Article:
Severely disabled people have been denied access to Independent Living Fund care funding despite receiving indications that they would receive it, the ILF has admitted.
The cash-strapped organisation’s announcement in March, that it would severely restrict eligibility for new claims from 1 May onwards to clients in work, triggered a flood of applications from people looking to beat the deadline.
In less than two months, the ILF received about 2,600 applications, equivalent to 60% of its annual average total in previous years, but it was only able to grant 600 of them.
The ILF’s strategic policy director John Fuller said that those rejected included people who had been given indications by ILF assessors that they would receive funding because they were eligible under the old criteria – they received disability living allowance and £320 a week in care funding from councils, and were in work or on income-related benefits.
As a cash-limited discretionary fund, the ILF can refuse eligible applications, but this is the first time it has done so, Fuller said.
He said: “Where we’ve made a formal offer we’ve honoured it. The hardest cases are those where people received a visit from an ILF assessor and the local authority and it’s been said to them that it appears they meet the criteria and it’s going forward. But [assessors] know they can’t make final commitments.”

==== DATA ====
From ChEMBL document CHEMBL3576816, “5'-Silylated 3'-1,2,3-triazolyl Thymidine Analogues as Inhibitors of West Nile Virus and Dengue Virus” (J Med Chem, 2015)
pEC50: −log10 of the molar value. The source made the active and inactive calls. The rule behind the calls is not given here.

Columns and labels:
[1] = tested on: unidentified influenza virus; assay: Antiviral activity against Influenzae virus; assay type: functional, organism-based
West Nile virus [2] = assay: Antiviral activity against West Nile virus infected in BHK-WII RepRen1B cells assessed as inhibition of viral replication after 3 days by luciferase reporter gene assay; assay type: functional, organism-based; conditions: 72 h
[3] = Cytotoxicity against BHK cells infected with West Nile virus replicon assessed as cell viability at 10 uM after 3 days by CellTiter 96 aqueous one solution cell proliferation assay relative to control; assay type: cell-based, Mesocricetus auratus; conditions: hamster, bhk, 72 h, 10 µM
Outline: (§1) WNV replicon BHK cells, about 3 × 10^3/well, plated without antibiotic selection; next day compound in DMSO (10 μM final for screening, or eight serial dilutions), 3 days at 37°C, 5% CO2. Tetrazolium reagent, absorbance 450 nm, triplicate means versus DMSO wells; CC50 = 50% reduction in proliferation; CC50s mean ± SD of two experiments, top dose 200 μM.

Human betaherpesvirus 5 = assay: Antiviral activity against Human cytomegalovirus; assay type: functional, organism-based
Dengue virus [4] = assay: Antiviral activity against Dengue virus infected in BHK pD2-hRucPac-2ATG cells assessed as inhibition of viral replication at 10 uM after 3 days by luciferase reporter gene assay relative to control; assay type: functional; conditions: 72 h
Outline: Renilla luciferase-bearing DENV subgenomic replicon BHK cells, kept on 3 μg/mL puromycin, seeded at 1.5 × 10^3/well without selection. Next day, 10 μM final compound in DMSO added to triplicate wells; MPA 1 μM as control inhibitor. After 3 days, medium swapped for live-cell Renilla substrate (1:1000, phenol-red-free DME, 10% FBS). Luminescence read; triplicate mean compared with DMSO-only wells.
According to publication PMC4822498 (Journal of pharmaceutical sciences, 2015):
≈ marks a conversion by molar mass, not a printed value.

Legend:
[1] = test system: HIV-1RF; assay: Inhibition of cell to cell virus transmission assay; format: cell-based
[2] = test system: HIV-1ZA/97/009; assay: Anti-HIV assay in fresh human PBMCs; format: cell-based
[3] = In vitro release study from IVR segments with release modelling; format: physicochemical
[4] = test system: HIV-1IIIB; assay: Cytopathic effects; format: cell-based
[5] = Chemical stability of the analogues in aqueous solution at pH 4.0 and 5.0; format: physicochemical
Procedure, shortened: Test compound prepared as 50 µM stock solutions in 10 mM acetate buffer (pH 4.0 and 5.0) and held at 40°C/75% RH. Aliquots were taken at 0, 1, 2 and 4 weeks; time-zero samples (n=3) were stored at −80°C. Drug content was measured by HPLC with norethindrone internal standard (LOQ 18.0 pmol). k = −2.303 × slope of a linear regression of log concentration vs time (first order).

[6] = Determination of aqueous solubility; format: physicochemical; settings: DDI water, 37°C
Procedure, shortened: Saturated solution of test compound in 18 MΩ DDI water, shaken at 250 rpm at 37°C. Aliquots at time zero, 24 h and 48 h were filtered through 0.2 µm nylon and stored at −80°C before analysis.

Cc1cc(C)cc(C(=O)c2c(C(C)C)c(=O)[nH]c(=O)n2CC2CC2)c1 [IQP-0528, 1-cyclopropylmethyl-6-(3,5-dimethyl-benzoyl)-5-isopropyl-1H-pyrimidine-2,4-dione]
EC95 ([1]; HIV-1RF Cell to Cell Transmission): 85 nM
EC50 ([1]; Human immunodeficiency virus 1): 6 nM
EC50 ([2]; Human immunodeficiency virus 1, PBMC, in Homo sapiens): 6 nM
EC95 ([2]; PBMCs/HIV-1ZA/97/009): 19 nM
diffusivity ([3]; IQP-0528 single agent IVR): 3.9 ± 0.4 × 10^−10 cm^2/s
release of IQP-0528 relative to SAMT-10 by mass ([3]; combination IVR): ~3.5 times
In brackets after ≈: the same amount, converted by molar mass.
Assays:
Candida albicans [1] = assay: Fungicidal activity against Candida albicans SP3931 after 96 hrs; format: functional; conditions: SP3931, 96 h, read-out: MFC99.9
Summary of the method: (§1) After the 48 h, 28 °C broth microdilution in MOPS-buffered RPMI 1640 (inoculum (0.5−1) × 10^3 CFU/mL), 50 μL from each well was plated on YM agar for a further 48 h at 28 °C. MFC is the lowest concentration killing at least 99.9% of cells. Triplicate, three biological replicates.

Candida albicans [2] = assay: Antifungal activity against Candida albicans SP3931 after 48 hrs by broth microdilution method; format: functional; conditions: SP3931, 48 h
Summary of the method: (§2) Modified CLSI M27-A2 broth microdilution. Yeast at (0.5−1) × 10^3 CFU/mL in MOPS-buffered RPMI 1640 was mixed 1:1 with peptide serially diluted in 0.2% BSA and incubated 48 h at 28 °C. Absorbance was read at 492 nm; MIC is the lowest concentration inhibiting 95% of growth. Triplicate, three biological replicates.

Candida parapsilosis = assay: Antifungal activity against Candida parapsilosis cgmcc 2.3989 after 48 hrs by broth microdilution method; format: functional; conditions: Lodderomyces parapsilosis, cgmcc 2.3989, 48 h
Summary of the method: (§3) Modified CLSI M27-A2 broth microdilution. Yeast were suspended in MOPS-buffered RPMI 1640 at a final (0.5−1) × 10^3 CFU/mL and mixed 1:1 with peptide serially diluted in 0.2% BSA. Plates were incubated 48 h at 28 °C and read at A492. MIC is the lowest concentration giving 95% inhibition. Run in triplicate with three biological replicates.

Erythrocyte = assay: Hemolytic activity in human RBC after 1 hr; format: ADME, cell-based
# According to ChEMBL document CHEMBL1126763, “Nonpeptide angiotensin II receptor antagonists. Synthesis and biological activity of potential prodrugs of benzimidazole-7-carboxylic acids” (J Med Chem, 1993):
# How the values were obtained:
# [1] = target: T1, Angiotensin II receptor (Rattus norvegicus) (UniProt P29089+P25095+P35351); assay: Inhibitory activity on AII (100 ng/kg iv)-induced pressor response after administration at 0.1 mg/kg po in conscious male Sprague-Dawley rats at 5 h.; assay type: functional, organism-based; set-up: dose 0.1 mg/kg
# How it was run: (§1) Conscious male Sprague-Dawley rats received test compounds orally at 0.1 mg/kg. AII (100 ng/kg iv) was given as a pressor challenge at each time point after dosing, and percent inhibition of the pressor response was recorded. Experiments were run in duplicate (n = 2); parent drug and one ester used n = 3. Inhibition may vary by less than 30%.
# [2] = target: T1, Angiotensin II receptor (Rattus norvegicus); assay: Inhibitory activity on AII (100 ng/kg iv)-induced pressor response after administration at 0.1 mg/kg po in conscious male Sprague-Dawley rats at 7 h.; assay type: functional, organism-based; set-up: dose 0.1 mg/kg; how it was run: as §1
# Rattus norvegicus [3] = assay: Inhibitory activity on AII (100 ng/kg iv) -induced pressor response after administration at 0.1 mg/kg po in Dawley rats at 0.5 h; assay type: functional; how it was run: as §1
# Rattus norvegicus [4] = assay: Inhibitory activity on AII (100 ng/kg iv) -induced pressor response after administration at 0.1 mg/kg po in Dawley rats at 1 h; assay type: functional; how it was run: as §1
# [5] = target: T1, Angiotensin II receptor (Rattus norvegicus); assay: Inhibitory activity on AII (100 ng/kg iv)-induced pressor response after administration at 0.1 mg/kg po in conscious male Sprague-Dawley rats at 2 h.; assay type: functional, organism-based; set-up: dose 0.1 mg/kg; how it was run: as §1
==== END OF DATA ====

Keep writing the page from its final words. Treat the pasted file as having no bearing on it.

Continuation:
However, one officer from a council learning disability team, said she had three clients who had the prospect of additional care and support “dangled in front of them and now it has been taken away”, and said the ILF had a “moral duty to honour these applications”.
The ILF last week announced that it would refuse all applications for the rest of 2010-11, even under the new restricted criteria, and not meet increases in the cost of care for existing users.
John Nawrockyi, joint chair of the Association of Directors of Adult Social Services’ disability network, said the ILF’s decisions were based on the fact that its budget had not kept pace with demand, but he added that they had added pressure to already-stretched adult services budgets.
ILF closes door on new applicants for care payments